One of the most closely watched battles over artists’ rights in the music biz was put on indefinite hold Thursday, after California Sen. Kevin Murray shelved his legislative bid to rescind an amendment that exempts artists from the state’s seven-year limit on service contracts.
The bill, SB 1246, was tabled until at least next year at the request of artists’ rights advocates after long-running efforts to forge a compromise with the Recording Industry Assn. of America faltered earlier this month.
“At the end of the day, we just didn’t make a deal,” Murray (D-Culver City) said. “But clearly there is still some momentum in the artists’ rights movement in general.”
RIAA reps declined to comment on the withdrawal.
The shelving of the bill keeps intact a system favored by the record industry that sees 90% of its acts flop and claims for every big hit it spends an average of $6.3 million promoting 14 or more albums that don’t succeed.
It also gives the recording industry a brief break in its continuing battles in California, as Murray and a cast of entertainment lawyers and accountants have challenged its unique system of labor contracts and accounting practices. It also comes at a time when the industry is being battered on multiple fronts by growing radio monopolies, plunging stock values of parent companies, free online music sharing and estimates that 40% of record sales worldwide are pirated.
California Assemblywoman Rebecca Cohn (D-Saratoga), who chairs the Assembly committee that was to take up the Senate bill shortly, expressed regret that Murray pulled the measure “after over a year of good faith negotiations between the recording labels and the newly formed artist coalition.”
Cohn said the committee would press on with “issues that threaten the entire industry,” such as piracy on the Internet. That topic has been a main priority of the RIAA, which backs federal legislation that would give labels more leeway in using technology to fight cyberpirates.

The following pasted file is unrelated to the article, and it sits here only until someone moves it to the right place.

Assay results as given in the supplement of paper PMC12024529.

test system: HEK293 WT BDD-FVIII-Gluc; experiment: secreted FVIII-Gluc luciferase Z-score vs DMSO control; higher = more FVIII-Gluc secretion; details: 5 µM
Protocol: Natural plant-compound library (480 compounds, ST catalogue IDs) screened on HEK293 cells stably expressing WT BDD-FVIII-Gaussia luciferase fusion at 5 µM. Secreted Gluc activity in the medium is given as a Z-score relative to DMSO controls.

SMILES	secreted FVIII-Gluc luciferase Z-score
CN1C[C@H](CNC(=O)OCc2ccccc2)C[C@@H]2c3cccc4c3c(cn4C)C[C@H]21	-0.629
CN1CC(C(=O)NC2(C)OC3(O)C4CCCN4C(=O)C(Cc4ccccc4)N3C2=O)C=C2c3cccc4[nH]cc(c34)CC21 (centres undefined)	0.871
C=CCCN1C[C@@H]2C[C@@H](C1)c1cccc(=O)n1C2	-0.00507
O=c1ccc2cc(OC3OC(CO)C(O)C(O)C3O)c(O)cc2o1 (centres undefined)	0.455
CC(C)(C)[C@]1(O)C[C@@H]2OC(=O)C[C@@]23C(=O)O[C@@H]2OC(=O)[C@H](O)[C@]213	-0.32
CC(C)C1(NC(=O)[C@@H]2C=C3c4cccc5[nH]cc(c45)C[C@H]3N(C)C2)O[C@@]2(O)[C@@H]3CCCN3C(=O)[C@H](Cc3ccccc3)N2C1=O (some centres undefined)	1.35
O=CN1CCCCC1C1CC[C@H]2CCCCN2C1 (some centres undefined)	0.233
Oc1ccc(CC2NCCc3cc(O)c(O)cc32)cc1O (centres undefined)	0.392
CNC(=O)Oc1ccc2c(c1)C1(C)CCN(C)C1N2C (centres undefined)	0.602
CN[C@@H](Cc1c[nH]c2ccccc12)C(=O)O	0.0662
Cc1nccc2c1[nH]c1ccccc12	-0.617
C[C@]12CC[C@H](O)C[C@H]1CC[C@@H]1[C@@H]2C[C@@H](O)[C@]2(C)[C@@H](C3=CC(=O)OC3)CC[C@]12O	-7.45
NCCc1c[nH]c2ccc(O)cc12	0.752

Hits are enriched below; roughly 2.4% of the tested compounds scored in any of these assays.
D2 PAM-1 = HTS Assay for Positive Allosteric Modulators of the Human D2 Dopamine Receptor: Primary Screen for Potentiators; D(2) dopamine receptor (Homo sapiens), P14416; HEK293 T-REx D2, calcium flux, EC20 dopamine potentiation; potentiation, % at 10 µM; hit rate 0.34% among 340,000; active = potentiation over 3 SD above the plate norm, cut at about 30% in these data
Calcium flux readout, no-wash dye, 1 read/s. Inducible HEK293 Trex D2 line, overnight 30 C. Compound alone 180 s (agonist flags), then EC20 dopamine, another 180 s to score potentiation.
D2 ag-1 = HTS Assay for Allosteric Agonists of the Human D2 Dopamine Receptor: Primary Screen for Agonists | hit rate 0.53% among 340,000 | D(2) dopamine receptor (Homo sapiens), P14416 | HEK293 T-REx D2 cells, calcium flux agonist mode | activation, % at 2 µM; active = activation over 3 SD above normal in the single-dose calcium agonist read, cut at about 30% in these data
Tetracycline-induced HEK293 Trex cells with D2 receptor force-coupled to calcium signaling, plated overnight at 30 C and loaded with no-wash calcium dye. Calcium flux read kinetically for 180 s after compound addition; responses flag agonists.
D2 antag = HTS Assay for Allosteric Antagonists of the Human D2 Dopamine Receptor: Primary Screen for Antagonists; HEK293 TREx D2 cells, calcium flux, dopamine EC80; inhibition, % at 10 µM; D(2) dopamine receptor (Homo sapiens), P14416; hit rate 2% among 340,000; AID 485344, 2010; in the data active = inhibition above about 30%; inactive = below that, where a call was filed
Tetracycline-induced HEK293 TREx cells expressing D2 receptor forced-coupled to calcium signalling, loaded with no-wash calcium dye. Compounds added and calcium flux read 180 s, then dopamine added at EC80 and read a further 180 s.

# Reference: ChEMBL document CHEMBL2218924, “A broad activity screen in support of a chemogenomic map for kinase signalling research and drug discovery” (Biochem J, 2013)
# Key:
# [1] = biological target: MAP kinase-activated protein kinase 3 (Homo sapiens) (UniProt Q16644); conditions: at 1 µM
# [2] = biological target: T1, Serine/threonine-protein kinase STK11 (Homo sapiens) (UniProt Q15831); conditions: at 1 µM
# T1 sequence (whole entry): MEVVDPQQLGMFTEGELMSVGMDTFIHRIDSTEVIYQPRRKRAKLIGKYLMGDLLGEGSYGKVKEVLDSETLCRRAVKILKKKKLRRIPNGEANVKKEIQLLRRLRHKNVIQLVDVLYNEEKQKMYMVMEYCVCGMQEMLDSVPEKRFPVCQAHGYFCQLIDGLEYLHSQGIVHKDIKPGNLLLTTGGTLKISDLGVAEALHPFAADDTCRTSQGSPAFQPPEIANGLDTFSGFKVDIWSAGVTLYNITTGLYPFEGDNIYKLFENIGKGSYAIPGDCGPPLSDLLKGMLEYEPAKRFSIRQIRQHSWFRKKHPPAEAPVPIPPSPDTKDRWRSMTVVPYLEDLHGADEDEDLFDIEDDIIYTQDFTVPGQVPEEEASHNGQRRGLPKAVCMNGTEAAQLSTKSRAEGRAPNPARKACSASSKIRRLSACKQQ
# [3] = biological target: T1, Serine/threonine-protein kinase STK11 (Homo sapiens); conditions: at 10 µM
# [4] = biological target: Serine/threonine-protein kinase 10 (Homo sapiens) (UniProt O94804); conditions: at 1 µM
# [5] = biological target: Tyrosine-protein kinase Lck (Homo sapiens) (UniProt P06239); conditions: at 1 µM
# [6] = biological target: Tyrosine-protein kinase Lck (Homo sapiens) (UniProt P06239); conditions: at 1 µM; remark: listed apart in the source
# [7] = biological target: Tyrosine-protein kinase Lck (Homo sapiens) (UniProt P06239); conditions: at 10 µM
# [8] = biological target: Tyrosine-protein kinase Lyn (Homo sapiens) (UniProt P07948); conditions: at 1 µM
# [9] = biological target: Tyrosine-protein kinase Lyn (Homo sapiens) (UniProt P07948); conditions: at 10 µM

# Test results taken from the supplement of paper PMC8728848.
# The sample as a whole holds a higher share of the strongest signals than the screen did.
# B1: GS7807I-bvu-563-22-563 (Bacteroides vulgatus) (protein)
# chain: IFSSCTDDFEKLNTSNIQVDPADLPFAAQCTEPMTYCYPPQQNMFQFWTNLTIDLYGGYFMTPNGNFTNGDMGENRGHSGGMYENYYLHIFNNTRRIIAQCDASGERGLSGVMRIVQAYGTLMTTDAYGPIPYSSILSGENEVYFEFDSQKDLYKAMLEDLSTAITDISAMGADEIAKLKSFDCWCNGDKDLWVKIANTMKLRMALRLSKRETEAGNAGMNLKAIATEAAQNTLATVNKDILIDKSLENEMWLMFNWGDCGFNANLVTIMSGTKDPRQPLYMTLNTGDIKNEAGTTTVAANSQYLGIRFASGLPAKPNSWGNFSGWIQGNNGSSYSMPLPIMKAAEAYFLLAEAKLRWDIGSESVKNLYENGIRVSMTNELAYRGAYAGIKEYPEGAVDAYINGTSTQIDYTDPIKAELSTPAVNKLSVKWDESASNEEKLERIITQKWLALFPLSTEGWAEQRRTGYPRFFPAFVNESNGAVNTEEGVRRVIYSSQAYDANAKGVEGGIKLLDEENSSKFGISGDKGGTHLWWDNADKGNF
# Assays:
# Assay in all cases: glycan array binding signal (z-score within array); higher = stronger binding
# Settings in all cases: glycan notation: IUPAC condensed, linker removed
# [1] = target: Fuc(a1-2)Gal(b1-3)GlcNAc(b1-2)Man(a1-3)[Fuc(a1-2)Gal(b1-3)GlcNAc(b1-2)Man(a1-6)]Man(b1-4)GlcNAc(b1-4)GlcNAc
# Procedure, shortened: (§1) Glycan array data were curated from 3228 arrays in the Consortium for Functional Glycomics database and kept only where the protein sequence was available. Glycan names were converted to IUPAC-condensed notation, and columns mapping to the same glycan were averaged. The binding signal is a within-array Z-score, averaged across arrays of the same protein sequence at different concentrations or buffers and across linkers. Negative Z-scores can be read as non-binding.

The seven-year dispute dates back to 1987, when the RIAA successfully lobbied to amend the statute, giving labels the right to sue artists for damages if they don’t fulfill the terms of their contract by the time the seven years is up.
Statute earlier had been a watershed in the film industry, used by actress Olivia de Havilland in 1945 to free herself from onerous contract terms at Warner Bros., and sounding the death knell for the old Hollywood studio system.
Recording artists such as Don Henley and Courtney Love have invoked the statute in an effort to win the same freedom for themselves, arguing that the current contract system amounts to little more than indentured servitude. But labels say they need some way to keep stars from skipping out on them after just one or two albums.
Talks began last year in an effort to bridge the gap between labels and artists. After months of closed-door discussion, the RIAA last week went public, claiming that a potential deal was threatened by artists’ requests to make the terms of the compromise retroactive.
Jay Cooper, an attorney for the Recording Artists’ Coalition, countered that the two sides were still at odds on a number of issues and chastised the RIAA for taking the debate public.
The RIAA reportedly also was rankled by what they saw as unfair treatment at a series of hearings held in the state Senate to discuss industry contracts. In the most recent hearing last month, the org was given limited time to rebut various accusations of contract shenanigans made by artist-witnesses.
The discussions may be further hampered by indications that Love — one of the labels’ most vocal opponents — may be close to settling a breach-of-contract suit with her label, Universal Music. The case had been set to go to court on Tuesday.
Murray said he will try to revive the issue next year and perhaps expand the debate to include contractual issues and healthcare protection for artists as part of a comprehensive legislation aimed at industry-wide reform.
In the meantime, the Senate will continue to hold hearings to discuss accounting practices and other issues affecting the music biz. — including one to be held on Sept. 24.
(The Associated Press contributed to this report.)